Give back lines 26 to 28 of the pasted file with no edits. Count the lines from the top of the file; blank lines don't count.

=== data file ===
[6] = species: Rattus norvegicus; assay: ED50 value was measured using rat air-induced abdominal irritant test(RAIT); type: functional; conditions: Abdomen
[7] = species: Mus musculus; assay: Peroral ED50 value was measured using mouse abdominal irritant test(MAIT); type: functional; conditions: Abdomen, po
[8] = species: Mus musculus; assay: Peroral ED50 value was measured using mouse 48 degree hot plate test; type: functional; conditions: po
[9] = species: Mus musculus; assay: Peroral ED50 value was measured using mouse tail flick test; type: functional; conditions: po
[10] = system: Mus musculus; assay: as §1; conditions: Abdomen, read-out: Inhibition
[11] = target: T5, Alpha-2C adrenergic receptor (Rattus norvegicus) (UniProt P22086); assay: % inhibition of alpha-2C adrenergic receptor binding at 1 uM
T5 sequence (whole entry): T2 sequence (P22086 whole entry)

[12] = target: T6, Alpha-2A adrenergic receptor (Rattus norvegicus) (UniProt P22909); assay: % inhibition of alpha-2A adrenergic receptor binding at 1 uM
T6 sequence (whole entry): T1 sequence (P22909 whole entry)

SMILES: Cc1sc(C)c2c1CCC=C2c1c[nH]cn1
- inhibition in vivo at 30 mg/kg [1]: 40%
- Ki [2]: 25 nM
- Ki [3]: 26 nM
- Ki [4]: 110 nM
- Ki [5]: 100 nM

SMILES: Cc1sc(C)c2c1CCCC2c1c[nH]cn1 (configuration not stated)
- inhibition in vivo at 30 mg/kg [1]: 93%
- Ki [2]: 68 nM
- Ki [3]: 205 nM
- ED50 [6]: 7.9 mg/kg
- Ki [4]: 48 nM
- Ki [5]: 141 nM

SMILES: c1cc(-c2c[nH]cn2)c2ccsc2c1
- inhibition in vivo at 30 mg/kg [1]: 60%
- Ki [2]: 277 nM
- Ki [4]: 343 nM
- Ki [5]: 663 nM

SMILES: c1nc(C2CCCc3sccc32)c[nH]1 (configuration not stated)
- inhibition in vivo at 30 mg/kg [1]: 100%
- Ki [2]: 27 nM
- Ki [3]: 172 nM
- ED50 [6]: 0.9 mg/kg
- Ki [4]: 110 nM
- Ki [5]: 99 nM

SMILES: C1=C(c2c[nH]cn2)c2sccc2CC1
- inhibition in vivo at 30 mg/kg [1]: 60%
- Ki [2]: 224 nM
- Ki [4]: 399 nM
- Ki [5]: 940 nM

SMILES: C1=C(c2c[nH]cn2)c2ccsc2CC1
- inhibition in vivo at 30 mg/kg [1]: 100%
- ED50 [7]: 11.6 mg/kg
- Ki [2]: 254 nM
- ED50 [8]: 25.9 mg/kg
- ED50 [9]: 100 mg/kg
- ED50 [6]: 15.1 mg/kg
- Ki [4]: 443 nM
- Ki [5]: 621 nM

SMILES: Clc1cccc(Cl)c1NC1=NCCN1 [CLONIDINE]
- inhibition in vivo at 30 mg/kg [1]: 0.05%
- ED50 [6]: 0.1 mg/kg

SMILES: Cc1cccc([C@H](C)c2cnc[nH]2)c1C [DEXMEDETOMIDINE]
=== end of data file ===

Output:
- Ki [4]: 343 nM
- Ki [5]: 663 nM

SMILES: c1nc(C2CCCc3sccc32)c[nH]1 (configuration not stated)